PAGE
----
Yes, that's what is happening, but it's not supposed to work that way. I have seem too many scripts that can show in real time everything, including an example like mine; but i've seen them in other servers, working.
For example: there's a site, www.cgi101.com, where they have all the online examples of the book cgi101. One of those examples is a ping script. I don't know why, but they disabled the working example, but when it was working, it showed the ping process in real time (about one ping line per second). I tried the exact script on my system, and my system doesn't show anything until the script finishes all the ping process.
Another example, is one that you can find at http://install.xav.com/?p=genesis . This script is designed to autoinstall a perl file managing system in your own server via FTP. It asks you for a username and password for your FTP, and it starts installing the files. While it's working, you can see in realtime all the FTP process, like if you were using telnet.
Another example, is the Visual Package Manager that comes with Perl Dev Kit from ActiveState. It starts some kind of server in a different port (not 80) and opens your browser to search for Perl Modules. When you select a perl module to install, you can see the progress in realtime, like if you were using command line (DOS).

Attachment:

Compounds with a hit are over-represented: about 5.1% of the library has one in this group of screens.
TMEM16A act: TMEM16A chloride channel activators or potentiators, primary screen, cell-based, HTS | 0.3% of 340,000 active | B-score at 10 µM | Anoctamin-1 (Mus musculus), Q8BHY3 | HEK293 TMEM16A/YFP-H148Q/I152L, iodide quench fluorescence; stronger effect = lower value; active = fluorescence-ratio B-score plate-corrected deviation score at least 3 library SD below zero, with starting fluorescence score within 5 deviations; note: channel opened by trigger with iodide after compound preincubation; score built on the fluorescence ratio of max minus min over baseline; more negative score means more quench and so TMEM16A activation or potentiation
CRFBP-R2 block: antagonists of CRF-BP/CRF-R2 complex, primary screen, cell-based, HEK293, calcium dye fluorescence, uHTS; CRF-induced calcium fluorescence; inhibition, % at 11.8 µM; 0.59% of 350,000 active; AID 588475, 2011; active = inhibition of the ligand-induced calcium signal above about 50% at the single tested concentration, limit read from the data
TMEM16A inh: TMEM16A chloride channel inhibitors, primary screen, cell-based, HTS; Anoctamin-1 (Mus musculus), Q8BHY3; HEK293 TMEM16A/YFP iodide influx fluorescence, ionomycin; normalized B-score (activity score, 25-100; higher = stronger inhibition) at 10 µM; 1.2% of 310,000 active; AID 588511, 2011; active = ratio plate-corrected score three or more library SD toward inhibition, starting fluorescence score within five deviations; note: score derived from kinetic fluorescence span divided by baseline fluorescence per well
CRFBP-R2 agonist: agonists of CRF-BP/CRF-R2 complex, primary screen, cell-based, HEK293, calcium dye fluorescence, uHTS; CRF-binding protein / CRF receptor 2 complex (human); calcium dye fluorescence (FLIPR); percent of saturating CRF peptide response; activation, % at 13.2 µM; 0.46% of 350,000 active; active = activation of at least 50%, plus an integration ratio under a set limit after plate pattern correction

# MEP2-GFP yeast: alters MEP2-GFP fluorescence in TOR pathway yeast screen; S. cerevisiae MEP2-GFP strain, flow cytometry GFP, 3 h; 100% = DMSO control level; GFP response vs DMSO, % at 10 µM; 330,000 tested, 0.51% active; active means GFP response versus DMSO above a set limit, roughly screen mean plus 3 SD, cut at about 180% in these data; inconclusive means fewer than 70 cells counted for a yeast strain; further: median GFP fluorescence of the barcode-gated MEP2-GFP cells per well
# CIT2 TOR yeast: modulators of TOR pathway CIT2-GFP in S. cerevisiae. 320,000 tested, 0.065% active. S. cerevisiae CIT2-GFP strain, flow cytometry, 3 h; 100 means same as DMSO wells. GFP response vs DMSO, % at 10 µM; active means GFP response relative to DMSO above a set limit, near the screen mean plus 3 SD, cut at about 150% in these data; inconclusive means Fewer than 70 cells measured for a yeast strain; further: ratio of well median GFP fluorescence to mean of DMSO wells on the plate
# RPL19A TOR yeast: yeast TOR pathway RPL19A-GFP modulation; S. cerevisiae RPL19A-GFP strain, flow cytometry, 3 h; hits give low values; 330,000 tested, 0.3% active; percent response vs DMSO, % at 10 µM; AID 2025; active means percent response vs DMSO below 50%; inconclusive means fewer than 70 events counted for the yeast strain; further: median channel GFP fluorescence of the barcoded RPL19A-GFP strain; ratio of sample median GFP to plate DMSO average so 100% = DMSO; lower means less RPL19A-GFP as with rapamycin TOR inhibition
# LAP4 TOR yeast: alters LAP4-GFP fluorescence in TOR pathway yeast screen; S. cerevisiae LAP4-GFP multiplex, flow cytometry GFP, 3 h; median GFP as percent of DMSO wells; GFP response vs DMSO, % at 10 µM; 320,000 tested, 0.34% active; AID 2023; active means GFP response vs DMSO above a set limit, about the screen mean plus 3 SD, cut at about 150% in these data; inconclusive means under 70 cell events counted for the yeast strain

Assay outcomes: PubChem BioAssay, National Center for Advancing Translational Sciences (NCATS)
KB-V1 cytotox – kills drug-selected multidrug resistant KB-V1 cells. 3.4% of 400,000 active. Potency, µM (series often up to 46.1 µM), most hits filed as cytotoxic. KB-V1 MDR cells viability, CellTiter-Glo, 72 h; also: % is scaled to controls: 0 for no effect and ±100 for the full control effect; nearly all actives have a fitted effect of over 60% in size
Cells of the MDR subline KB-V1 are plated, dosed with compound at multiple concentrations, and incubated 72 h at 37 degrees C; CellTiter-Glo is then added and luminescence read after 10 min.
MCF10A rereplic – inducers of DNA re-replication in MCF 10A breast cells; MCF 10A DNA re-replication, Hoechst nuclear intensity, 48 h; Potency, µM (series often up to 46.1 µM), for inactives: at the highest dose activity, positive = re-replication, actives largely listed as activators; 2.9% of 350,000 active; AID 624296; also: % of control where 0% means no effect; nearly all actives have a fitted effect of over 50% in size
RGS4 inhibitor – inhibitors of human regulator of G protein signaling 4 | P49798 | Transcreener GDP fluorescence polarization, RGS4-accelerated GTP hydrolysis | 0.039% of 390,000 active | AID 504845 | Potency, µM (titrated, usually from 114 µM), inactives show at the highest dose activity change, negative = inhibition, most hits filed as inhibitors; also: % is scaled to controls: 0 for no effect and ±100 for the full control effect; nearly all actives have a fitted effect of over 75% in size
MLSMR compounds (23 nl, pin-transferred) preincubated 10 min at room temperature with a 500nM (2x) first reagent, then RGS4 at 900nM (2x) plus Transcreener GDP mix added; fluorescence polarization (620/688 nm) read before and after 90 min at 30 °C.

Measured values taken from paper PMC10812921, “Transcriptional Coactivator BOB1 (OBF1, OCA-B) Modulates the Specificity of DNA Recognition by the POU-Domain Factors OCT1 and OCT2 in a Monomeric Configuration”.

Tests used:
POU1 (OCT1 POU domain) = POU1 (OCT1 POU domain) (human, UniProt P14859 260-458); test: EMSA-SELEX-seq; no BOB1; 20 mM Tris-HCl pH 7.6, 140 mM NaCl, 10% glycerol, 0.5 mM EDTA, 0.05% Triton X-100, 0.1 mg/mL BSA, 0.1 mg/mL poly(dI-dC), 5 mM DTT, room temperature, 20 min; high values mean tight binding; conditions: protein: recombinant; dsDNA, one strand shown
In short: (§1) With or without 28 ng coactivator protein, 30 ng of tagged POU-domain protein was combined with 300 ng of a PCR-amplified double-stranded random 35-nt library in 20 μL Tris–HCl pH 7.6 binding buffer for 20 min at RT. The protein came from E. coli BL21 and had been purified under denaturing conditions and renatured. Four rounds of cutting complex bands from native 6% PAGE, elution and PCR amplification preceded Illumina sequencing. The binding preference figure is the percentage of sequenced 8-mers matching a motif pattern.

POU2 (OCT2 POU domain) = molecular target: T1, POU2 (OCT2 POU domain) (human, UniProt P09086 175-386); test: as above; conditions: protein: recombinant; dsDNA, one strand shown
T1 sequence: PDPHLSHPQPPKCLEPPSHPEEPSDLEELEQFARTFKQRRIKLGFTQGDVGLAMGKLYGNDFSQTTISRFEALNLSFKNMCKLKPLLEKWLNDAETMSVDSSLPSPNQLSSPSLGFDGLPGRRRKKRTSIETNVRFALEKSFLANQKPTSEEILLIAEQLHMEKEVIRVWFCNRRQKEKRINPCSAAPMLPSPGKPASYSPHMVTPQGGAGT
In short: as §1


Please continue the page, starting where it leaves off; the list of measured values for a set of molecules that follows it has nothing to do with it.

Ok, i've looked at several Perl documentation sites, and everyone says that for web scripts, you can acomplish this behavior by setting $|=1. Now, by looking at my router leds, i could see that the web server isn't sending a realtime response; it waits for the script to be finished to render the page. So, i went to the Apache documentation site. I found that since version 3 of Apache, if any CGI script has turned off buffering, Apache will return the script in realtime. That's all i could find in Apache's site.
So, as you can see, there's a way to send realtime responses to the browser. Now, the question is... HOW?!?